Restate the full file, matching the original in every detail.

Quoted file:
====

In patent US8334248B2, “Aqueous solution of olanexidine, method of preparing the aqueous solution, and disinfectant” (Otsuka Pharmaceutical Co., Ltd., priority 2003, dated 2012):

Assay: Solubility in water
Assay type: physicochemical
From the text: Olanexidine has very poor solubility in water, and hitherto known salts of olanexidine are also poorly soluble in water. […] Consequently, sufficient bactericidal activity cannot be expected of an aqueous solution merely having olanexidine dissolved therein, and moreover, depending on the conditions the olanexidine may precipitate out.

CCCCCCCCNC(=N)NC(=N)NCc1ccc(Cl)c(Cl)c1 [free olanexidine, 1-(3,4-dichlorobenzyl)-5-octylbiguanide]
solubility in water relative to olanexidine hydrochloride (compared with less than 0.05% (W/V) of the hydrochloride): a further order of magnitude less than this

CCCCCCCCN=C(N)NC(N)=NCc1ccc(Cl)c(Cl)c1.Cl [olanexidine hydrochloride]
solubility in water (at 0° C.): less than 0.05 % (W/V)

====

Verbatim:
In patent US8334248B2, “Aqueous solution of olanexidine, method of preparing the aqueous solution, and disinfectant” (Otsuka Pharmaceutical Co., Ltd., priority 2003, dated 2012):

Assay: Solubility in water
Assay type: physicochemical
From the text: Olanexidine has very poor solubility in water, and hitherto known salts of olanexidine are also poorly soluble in water. […] Consequently, sufficient bactericidal activity cannot be expected of an aqueous solution merely having olanexidine dissolved therein, and moreover, depending on the conditions the olanexidine may precipitate out.

CCCCCCCCNC(=N)NC(=N)NCc1ccc(Cl)c(Cl)c1 [free olanexidine, 1-(3,4-dichlorobenzyl)-5-octylbiguanide]
solubility in water relative to olanexidine hydrochloride (compared with less than 0.05% (W/V) of the hydrochloride): a further order of magnitude less than this

CCCCCCCCN=C(N)NC(N)=NCc1ccc(Cl)c(Cl)c1.Cl [olanexidine hydrochloride]
solubility in water (at 0° C.): less than 0.05 % (W/V)